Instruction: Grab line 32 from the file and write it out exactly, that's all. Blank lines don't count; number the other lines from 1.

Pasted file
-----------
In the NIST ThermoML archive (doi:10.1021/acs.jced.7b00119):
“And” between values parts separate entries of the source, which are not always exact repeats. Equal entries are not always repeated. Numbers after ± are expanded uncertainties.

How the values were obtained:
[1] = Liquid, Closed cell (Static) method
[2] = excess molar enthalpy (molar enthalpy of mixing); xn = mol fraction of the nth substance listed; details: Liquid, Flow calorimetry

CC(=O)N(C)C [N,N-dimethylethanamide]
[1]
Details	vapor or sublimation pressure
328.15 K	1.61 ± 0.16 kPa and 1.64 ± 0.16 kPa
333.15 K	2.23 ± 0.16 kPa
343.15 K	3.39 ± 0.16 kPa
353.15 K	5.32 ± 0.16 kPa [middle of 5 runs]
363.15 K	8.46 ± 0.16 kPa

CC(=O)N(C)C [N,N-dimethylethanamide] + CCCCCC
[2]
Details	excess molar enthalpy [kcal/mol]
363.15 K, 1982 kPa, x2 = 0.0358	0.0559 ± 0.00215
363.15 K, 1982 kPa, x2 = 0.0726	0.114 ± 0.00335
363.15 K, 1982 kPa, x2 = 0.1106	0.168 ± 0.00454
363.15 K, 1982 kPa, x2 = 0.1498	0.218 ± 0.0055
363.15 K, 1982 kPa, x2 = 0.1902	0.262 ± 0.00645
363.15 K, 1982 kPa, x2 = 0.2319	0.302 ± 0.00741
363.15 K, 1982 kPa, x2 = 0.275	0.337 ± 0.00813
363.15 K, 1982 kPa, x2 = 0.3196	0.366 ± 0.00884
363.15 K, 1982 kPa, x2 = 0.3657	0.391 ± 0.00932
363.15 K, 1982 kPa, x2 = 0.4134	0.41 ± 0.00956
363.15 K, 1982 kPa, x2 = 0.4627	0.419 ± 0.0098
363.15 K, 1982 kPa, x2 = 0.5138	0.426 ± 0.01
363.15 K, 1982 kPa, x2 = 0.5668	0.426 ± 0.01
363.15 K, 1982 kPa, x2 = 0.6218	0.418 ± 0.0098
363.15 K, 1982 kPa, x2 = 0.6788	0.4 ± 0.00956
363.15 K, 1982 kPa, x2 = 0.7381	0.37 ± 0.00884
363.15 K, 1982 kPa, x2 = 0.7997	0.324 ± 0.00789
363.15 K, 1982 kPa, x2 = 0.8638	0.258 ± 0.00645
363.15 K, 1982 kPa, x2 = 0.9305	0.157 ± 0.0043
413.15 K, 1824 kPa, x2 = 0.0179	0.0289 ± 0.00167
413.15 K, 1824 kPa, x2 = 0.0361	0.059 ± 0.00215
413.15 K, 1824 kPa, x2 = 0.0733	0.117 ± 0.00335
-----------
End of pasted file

363.15 K, 1982 kPa, x2 = 0.7381	0.37 ± 0.00884